Audioengine A2 Desktop Speaker System

      Date posted: March 25, 2008

AudioEngine A2 Desktop Speaker System (black)Internet Direct
US $199

When the folks at Audioengine offered to send me their new A2 powered speaker system for review I have to admit that I hesitated for a couple of days in saying yes. In photos the A2’s looked very similar to the company’s larger, more expensive speaker system, the A5, which I had already reviewed (and ended up buying). How different were they going to be?

Well, when a box not much bigger than a shoebox arrived it became pretty clear that they were very different indeed. The photos of these little guys are deceptive. At 6” high, 4” wide and 5.25” deep these are very, very small speakers, only one third the size of their bigger brothers, and clearly designed to compete for space on cluttered desks that might be overwhelmed by a pair of A5’s.

Luckily, however, the A2’s share a great deal with their bigger brothers. The same 20mm silk dome tweeter is employed in both speakers, as is a carbon fiber woofer, which is scaled down to 2.75” in the A2 from the 5” model in the A5. As in the A5 there is an amplifier in the left speaker (rated at 15 watts continuous and 30 watts peak) which feeds the right speaker via traditional speaker cable and gold plated five-way binding posts. On the rear of the left speaker are two inputs, one 1.8” mini jack for iPods and computer outputs as well as a pair of RCA input jacks. There is an outboard power supply with a cable long enough to allow it to be placed on the floor and Audioengine is considerate enough to supply not only speaker cable, but 1/8” mini to mini cables, RCA cables and even little velvet bags for each speaker. In other words, everything you need to get going is in the box.
AudioEngine A2 Desktop Speaker System (white)
From a design standpoint it’s the cabinets that are the real selling point for the A2’s. Made from 18mm thick MDF they’re finished in a shiny and lustrous piano black lacquer befitting a much more expensive speaker (like the A5’s they’re available in white as well). To improve diffraction characteristics all the edges are all rounded, which certainly doesn’t do any harm in the looks department either. Stylishly minimalist, with those high-tech looking drive units, the A2’s look right at home alongside the most cutting edge computer hardware. My review pair received more than a few compliments when I brought them in to work for a few weeks. Cosmetically these speakers are a far cry from the nasty little plastic boxes lined up at your local Best Buy.

With a nod to close boundary placement the A2’s are ported at front via a slim, mail-slot sized opening at the bottom of the cabinet, allowing them to be positioned very close to a wall with less chance of sounding boomy (since less bass energy is radiated out the rear of the speakers). As you’ll read below, with these little guys you might very well want to get them close to the wall to maximize their bass performance.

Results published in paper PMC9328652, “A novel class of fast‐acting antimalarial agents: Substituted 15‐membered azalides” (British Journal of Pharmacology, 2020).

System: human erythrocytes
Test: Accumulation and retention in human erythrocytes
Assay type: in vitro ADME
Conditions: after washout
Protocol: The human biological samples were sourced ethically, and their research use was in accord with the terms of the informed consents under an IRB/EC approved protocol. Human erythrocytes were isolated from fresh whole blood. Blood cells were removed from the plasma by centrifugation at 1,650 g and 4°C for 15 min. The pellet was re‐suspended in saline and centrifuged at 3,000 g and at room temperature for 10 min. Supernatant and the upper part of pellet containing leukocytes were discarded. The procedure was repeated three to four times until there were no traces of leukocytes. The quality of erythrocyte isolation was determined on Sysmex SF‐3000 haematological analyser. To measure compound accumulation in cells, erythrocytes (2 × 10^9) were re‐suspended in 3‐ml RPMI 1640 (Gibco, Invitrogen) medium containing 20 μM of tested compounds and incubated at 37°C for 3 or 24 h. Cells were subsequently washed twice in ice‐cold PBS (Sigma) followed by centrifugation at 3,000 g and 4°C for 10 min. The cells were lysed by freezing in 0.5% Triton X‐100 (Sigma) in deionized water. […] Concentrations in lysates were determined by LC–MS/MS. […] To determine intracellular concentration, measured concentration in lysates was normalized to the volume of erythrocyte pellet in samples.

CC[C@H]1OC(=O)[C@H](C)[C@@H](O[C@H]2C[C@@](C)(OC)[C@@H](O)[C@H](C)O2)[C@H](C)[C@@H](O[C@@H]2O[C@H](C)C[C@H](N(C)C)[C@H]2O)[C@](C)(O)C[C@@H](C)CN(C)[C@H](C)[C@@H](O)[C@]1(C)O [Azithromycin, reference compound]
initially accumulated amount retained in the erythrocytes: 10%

I listened to the A2’s both at work and at home using my laptop based system (Apple Powerbook G4, Echo Indigo Sound Card, Headroom Total Bithead USB Dac/Headphone Amp, and the Audioengine A5’s). Source files included MP3s, and uncompressed WAVs and AIFFs. All critical listening was done with uncompressed source files.

Family Resemblance

So what does the A5’s little brother sound like? Well, while it can’t do everything that its larger sibling does, the A2 manages to share the A5’s relatively neutral tonal balance, sounding just a little bit thinner with a hint less body. Like the A5’s the A2 is also quite forgiving on top (as can be seen in the measurements) sacrificing a little top end detail and sparkle for overall smoothness and long term listenability. With speakers meant to be used in the extreme nearfield like these, this can be a smart strategic choice. Like the A5’s, the A2’s are impressively neutral and clean in the midrange for such inexpensive speakers, delivering quick, very tactile sound with a bold, upfront presentation. These qualities serve the A2’s very well on classical music and, especially chamber music. The Kronos Quartet recording of Phillip Glass’ score for Dracula, for example, sounded excellent through the A2’s. Not only was the string sound natural and extremely clean and well defined, the ambient signature of the recording space was very well conveyed. I didn’t find them quite as airy and open as the A5’s on this music, but I think the A2’s had a slight edge in image precision and they were even easier to make disappear. In other words, these little guys soundstage like crazy, their tiny, well braced cabinets giving almost no hint of the physical location of the speakers with eyes closed. The stereo spread in between the speakers is seamless and convincing and the imaging solid, stable and precise.
AudioEngine A2 Desktop Speaker System (rear)